|Cleaeview HS Students Protest Administration Suppression of School Project at Behest of Police|
It started with the persecution of Marylin Zuniga. She is the elementary school teacher whose students wanted to send get well cards to Mumia Abu Jamal, a former death row incarcerated man who was convicted in a sham trial over seen by a judge with proven racist beliefs. Mumia Abu Jamal has been denied access to adequate health measures and has been subjected to medical and dietary neglect resulting in severe health deterioration. Ms. Zuniga allowed some of the students to write cards out to Mumia as an after class work voluntary activity.
The Philadelphia Fraternal Order of Police, a scandal plagued organization whose members have been involved in police violence, drug related scandals and other corruption complained about it and the media broadcast the complaints resulting in a massive backlash agains Ms. Zuniga and ultimately to her being removed as a teacher – inspite of massive community protests in defense of her.
Now the stage is set in NJ – the police are getting to the point of calling the shots of what is acceptable discourse in the halls of NJ public high schools. In at least two cases so far, police have intervened in attacking educators and high school students – one case an art class project and in the other case a humanitarian class project. The pressure from the police is effective – both in intimidating administrators to the point of acquiescing to the police demands and also in creating a chilling effect where administrators, educators and students will likely think twice before freely expressing their views about the violence and impunity emanating from today’s policing.
First there was an art project at Westfield High School. Students there expressed themselves artistically in pieces that were themed around the protest of the ongoing killing with impunity –
throughout the USA as well as in NJ. News report:
In this case the art was exhibited for a couple of days at an art show and police and media went haywire that students would dare to criticize police impunity. By the time the superintendent responded the art show was over so no repressive measures were taken to censor the art. A superintendent letter was issued attempting to clarify the situation – and contain the controversy:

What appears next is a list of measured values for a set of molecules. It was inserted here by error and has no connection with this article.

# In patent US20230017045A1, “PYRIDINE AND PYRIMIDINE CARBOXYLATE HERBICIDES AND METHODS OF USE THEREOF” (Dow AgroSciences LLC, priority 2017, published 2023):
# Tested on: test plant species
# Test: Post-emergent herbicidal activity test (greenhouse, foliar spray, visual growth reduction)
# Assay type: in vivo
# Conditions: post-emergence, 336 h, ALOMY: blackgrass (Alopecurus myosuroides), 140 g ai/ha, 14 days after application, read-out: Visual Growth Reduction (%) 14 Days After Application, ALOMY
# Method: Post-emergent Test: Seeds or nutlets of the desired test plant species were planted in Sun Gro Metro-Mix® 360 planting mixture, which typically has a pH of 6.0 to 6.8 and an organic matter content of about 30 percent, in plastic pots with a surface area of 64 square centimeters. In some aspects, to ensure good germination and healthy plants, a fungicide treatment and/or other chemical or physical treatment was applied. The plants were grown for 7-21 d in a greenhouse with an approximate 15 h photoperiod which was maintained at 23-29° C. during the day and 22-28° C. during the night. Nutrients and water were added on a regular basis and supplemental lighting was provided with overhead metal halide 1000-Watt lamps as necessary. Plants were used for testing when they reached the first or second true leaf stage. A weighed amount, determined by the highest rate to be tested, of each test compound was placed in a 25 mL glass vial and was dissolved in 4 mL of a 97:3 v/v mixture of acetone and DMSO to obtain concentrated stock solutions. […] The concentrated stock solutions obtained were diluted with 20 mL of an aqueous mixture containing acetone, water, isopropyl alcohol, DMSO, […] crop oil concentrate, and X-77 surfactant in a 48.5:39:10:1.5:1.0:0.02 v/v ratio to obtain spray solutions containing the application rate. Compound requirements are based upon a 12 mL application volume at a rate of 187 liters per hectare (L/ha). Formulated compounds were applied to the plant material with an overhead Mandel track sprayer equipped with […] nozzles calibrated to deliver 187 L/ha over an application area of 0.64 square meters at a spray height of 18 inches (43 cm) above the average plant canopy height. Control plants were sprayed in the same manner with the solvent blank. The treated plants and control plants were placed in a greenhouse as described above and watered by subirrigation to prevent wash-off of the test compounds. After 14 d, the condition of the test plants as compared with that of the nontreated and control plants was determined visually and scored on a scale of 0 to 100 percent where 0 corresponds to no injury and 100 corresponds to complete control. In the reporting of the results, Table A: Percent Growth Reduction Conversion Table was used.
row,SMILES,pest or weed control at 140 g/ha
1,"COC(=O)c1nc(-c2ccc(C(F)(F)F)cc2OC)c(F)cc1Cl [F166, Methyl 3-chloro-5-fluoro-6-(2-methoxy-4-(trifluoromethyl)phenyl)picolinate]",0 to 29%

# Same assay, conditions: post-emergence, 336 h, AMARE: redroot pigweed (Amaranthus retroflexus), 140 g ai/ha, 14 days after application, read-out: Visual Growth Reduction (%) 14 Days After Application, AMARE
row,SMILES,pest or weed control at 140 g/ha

I have to give the superintendent credit for tactfully rebuffing the attempts to attack the art exhibit – hopefully though it will not result in suppressing future free expression by students at Westfield High School.
The more recent flare up does not have such a result however. In this case it was a humanities class in which posters addressed several sides of policing issues – including critical of police killings with impunity –on the hallway walls of the school. Once again – cops – perhaps emboldened by Marylin Zuniga affair and the Westfield “controversy” rallied against students daring to say anything at all critical of the police. This is occurring - mind you – at Clearview Regional High School in Gloucester County – near Bridgeton – the site of the police shooting and killing of Jerame Reid on December 30, 2014, as he held his empty hands out the car window and Vineland, where Philip White died in police custody after police had him mauled by a police dog.
Unfortunately in this case, the superintendent is trying to modify school policies regarding classroom projects. The district also removed the project “immediately” from the walls of the high school. The censorship resulted in taking down all of the materials – including materials about feminism and the environment.
To the credit of the students there – they actually had a protest inside the school:
That school boards like in Orange, and administrators at schools like at Clearview Regional High School, NJ are folding up in face of intimidation by police organizations is an alarming development. Police now are fulfilling their role more as an occupier force – not only patrolling communities, enforcing laws that criminalize poverty and the impoverished and regularly introducing hyper and deadly violence – now they are attempting to control the discourse in the schools and trying to make sure that #BlackLivesMatter and other grassroots community resistance is not manifest in any way in the voices of the high school students and that educators are intimidated from creating the kind of environment that fosters free discussion where critical thinking can occur and students can develop their own voices.
Meanwhile, NJ is mobilizing for a potentially historic Million Peoples March Against Police Brutality on July 25 in Newark:
The best way for students to deal with these attempts to shut down critical thinking and to knuckle under to attempts by police and their bully “unions” is to spread the word about the statewide march in the high schools of all 600 plus districts. Hand out fliers. Do it quietly and discreetly – on the buses – outside the buildings, use social networking. That students on their own are taking initiative to raise these issues inside the schools is a hopeful sign. As they, and any teachers that are creating space for their voices come under attack – they need to know we have their back.
Decarcerate the Garden State calls upon supporters to contact the Clearview Regional High School and demand that there be space for student voices of dissent from the police impunity from justice and the other issues of concern expressed by the students. The district must not cow tow to attempt by police to bully the education process and stifle free critical thinking by the student body.
Send letters to: Superintendent John Horchak, c/o firstname.lastname@example.org
Also call: 856-223-2765